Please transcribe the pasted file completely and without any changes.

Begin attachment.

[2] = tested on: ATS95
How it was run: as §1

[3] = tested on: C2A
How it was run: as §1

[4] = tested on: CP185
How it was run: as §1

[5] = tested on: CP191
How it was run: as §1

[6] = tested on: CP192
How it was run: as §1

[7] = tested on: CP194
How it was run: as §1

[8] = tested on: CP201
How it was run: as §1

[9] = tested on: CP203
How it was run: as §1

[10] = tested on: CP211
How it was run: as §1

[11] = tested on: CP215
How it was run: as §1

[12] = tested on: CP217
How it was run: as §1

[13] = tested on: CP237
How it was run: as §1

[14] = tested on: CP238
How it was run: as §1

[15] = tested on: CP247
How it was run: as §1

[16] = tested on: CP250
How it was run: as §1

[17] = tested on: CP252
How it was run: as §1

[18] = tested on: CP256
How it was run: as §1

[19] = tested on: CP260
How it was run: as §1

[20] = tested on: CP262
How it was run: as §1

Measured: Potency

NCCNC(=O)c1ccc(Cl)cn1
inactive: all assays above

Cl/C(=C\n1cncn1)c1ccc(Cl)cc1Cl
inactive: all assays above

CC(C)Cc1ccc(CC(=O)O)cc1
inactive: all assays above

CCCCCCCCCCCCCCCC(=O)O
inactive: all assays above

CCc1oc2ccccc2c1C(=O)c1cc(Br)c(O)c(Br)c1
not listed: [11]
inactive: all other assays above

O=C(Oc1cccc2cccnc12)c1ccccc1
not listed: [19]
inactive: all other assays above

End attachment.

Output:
[2] = tested on: ATS95
How it was run: as §1

[3] = tested on: C2A
How it was run: as §1

[4] = tested on: CP185
How it was run: as §1

[5] = tested on: CP191
How it was run: as §1

[6] = tested on: CP192
How it was run: as §1

[7] = tested on: CP194
How it was run: as §1

[8] = tested on: CP201
How it was run: as §1

[9] = tested on: CP203
How it was run: as §1

[10] = tested on: CP211
How it was run: as §1

[11] = tested on: CP215
How it was run: as §1

[12] = tested on: CP217
How it was run: as §1

[13] = tested on: CP237
How it was run: as §1

[14] = tested on: CP238
How it was run: as §1

[15] = tested on: CP247
How it was run: as §1

[16] = tested on: CP250
How it was run: as §1

[17] = tested on: CP252
How it was run: as §1

[18] = tested on: CP256
How it was run: as §1

[19] = tested on: CP260
How it was run: as §1

[20] = tested on: CP262
How it was run: as §1

Measured: Potency

NCCNC(=O)c1ccc(Cl)cn1
inactive: all assays above

Cl/C(=C\n1cncn1)c1ccc(Cl)cc1Cl
inactive: all assays above

CC(C)Cc1ccc(CC(=O)O)cc1
inactive: all assays above

CCCCCCCCCCCCCCCC(=O)O
inactive: all assays above

CCc1oc2ccccc2c1C(=O)c1cc(Br)c(O)c(Br)c1
not listed: [11]
inactive: all other assays above

O=C(Oc1cccc2cccnc12)c1ccccc1
not listed: [19]
inactive: all other assays above